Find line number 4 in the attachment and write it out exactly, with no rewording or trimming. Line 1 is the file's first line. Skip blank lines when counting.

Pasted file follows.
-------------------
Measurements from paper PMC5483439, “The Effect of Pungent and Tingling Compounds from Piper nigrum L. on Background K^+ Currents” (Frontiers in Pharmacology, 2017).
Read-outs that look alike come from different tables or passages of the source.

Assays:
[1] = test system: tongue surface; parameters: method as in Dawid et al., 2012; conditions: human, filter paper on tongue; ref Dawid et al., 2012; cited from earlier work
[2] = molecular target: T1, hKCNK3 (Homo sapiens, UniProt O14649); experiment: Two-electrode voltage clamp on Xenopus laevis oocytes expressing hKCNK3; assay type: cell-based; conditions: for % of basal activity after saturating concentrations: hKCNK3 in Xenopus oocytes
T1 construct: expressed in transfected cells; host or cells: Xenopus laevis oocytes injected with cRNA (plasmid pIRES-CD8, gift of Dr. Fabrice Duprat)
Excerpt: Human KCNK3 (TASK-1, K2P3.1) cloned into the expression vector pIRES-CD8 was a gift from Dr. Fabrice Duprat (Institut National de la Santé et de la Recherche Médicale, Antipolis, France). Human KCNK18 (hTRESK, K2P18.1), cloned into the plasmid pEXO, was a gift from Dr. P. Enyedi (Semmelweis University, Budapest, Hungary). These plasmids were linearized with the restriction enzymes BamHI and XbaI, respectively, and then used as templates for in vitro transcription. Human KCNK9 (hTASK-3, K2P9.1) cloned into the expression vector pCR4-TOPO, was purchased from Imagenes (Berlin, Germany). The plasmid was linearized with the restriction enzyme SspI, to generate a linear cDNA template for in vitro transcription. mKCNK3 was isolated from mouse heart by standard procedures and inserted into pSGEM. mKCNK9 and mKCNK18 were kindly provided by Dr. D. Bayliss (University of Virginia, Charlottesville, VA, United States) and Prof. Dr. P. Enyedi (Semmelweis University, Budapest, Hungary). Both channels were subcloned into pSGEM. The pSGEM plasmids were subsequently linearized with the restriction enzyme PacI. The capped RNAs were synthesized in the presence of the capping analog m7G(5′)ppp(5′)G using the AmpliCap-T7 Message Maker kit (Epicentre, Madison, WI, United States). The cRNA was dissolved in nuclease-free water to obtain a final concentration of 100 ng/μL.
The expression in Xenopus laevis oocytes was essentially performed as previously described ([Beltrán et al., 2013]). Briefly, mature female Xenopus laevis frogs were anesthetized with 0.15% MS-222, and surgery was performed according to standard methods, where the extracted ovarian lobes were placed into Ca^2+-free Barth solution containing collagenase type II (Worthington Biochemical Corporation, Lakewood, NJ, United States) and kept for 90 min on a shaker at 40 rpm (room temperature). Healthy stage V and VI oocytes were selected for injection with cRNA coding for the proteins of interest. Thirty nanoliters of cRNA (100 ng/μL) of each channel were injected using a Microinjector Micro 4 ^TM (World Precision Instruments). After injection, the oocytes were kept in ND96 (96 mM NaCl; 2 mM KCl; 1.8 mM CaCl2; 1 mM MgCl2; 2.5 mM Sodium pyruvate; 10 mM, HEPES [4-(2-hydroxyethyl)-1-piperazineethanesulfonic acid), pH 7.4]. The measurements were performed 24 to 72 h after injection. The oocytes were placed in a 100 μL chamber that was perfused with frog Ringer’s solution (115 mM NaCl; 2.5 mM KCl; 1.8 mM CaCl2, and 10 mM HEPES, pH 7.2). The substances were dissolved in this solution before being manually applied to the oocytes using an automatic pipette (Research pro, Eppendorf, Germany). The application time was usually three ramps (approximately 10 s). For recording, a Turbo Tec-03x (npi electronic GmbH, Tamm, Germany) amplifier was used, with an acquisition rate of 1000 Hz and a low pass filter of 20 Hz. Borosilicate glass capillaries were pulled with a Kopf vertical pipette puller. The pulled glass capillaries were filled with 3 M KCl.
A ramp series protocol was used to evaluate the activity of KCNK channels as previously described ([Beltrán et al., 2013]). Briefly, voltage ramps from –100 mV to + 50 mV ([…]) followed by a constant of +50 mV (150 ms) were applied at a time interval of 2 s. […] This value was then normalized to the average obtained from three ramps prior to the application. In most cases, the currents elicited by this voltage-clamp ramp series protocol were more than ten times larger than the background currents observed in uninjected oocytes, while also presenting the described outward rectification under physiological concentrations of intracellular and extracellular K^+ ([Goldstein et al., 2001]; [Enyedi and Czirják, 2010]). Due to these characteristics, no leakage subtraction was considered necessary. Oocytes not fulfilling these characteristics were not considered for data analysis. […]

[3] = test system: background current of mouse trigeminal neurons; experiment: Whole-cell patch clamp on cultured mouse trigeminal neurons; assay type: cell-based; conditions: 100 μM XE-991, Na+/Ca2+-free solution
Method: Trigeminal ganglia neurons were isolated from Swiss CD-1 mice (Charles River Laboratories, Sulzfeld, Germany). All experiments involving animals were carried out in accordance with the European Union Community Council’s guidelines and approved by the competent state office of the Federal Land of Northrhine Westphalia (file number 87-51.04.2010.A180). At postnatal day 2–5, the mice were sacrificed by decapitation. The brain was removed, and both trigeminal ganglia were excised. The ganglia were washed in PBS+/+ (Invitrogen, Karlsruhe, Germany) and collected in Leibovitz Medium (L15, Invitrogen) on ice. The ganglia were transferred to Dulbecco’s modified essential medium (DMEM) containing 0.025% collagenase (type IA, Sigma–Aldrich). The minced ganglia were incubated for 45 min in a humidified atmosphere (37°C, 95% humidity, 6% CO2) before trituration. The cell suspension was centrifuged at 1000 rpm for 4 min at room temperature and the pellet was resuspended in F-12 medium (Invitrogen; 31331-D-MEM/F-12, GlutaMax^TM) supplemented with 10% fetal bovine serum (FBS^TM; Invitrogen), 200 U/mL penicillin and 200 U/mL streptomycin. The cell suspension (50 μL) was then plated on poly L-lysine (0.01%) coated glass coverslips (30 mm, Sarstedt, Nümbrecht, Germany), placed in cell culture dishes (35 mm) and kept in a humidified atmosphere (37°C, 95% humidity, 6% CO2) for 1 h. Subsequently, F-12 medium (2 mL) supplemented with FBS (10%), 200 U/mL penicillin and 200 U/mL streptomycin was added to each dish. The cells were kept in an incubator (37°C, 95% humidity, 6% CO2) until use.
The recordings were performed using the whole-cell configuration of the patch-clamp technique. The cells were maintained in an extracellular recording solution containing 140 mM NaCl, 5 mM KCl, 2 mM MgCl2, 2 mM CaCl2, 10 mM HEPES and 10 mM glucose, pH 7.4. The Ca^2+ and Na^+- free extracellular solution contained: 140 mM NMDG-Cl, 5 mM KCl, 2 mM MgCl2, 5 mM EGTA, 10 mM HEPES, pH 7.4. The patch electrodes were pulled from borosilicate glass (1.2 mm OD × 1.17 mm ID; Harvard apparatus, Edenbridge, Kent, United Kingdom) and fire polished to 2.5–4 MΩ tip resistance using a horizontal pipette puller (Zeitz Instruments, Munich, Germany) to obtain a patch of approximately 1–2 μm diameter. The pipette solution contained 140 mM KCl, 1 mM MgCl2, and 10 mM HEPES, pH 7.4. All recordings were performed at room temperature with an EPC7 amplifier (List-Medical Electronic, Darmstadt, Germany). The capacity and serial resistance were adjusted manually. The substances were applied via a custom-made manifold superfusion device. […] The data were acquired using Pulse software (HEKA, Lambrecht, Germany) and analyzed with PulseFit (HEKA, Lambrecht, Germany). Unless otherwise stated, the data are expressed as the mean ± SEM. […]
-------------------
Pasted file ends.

[1] = test system: tongue surface; parameters: method as in Dawid et al., 2012; conditions: human, filter paper on tongue; ref Dawid et al., 2012; cited from earlier work